I came right home and googled Steve Jobs and I found an article about a speech he made at Stanford’s 2005 graduation ceremony. He talked about his time spent learning calligraphy and how it influenced how Apples were built to include different fonts and typefaces and how that in turn influenced Microsoft to follow suit. "You can’t connect the dots looking forward," he told the grads. "You can only connect them looking backwards. So you have to trust that the dots will somehow connect in your future. You have to trust in something---your gut, destiny, life, karma, whatever. This approach has never let me down, and it has made all the difference in my life." 

Being the age I am, I saw the truth in Steve’s words. When we’re young we try a little of this and a little of that, haphazardly tasting what life has to offer. It’s only through the passing of time that we can see the trajectory our lives took, how all the parts fit together. I see that in the letters I’ve been re-reading. I was so young and innocent back in 1967 and not afraid to take on the world. In 1967 and 1968 I saw both the highest and lowest points in my entire life and who would have thought that 50 years later I would go to a lecture about war letters that would cause me to revisit that pivotal era in my life and in such a close-up and detailed way.

I’m three quarters of the way through the letter reading project and it finally dawned on me to get out the journals I kept during that time frame and compare them to the copies I kept of the letters I wrote to my G.I. penpals. Two sentences jumped out at me and they changed the watercolor memory of a serviceman I dated for a year after he came home and who broke my heart and spirit in ways I’ve never written or talked about. It went something like: “He scares me sometimes. When we’re horsing around he’s not quick to let me go when I tell him to stop.” Those sentences sent chills down my spine. There's no way of knowing where that aggressiveness would have led if we had stayed together but I do know I'm on a cathartic journey that is connecting all the dots in my life.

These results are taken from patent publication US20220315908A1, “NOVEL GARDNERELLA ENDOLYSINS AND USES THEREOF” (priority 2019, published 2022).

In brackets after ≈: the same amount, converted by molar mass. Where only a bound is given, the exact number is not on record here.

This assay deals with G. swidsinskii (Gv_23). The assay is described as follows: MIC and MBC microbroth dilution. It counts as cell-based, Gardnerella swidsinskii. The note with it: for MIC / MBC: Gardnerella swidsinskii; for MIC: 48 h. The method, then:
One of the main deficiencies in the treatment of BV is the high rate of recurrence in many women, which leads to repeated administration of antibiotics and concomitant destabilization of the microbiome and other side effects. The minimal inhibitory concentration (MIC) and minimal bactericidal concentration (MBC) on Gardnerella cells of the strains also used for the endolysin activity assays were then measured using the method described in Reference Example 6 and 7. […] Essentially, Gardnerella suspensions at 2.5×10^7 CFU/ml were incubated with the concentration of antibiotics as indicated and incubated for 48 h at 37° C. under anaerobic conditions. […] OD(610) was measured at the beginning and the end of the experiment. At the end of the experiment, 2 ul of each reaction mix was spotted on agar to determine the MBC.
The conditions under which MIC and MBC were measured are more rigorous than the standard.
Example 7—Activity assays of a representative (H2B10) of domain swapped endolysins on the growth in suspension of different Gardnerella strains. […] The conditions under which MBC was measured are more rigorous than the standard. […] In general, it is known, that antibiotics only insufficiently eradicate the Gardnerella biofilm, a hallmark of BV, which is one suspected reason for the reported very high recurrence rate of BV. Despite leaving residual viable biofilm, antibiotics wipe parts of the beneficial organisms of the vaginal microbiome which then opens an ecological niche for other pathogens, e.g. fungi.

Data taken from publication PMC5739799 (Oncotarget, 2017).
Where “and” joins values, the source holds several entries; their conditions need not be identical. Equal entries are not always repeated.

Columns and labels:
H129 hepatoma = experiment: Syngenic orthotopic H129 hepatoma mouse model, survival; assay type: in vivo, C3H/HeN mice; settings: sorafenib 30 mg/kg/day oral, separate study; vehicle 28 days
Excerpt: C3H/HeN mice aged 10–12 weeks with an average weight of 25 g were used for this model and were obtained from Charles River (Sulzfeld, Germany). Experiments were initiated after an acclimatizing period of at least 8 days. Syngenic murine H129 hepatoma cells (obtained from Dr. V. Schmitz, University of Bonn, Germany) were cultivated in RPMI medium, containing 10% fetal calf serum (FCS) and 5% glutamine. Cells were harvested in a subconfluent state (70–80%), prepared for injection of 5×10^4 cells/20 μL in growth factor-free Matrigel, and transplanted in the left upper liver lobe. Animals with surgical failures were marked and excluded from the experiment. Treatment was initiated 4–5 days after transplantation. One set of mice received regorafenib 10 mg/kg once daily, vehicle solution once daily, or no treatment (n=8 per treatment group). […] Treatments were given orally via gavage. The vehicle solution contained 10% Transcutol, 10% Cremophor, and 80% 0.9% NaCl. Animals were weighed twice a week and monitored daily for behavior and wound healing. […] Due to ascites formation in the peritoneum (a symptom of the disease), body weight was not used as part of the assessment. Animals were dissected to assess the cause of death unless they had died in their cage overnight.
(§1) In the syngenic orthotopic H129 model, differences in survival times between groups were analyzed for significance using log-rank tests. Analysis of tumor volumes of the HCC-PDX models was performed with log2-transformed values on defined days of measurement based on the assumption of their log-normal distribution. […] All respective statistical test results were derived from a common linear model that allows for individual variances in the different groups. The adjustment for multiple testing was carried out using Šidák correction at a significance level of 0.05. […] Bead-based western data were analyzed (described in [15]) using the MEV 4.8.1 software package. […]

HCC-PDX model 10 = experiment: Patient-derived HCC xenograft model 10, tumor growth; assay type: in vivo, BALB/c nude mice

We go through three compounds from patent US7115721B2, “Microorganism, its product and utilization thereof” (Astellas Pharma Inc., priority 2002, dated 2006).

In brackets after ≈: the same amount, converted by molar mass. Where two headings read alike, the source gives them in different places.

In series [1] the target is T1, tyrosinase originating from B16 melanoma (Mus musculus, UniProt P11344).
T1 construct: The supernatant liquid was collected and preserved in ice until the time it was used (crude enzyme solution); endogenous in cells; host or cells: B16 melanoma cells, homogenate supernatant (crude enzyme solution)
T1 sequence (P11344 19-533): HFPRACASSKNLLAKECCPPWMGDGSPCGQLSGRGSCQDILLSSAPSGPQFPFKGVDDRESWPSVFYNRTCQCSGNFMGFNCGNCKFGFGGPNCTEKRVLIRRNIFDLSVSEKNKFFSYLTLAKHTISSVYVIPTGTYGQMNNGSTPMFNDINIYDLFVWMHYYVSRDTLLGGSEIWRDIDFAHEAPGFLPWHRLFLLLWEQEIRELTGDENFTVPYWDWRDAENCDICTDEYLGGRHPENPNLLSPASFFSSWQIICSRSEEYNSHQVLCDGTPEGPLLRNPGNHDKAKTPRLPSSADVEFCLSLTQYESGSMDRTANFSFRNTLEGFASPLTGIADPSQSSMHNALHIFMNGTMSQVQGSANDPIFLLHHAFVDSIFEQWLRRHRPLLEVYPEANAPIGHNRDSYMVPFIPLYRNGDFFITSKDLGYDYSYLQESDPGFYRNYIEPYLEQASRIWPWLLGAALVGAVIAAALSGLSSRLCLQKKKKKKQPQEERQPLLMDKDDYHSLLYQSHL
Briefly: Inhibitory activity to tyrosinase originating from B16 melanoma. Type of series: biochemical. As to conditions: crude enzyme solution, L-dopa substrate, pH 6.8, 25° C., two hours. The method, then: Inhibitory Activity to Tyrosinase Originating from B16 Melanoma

Steve Jobs said you have to believe in something and I pick destiny. Destiny put me in a checkout lane for a brief liaison with a young guy who loved my penmanship. He might have loved it for an entirely different reason than my G.I. penpals did, but his expression as he studied my check could have been the same mesmerized look that stared at my envelopes at Mail Call back in 1967. Having beautiful penmanship changed my life.  ©

35 comments:

  1. “That’s my in-a-hurry writing. I can do better. Let me write you another check.” LOL That would make a great "cute meet" (a scene in which a future romantic couple meets for the first time) scene in a movie.

    I can't believe you're three quarters of the way through your letters. That's huge progress.

    Years ago, I saw Steve Job's commencement speech at Stanford. It was inspiring and I remember him speaking about calligraphy, and how we never know what will come in handy later in life.

    Your encounter with Fabio was intriguing. Will you go through his line again? :)

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    1. I do that, too, think in terms of what would make good boy/meets girl scenes in a movies. When I was in the wedding business I asked all the new brides the 'how did you meet' question.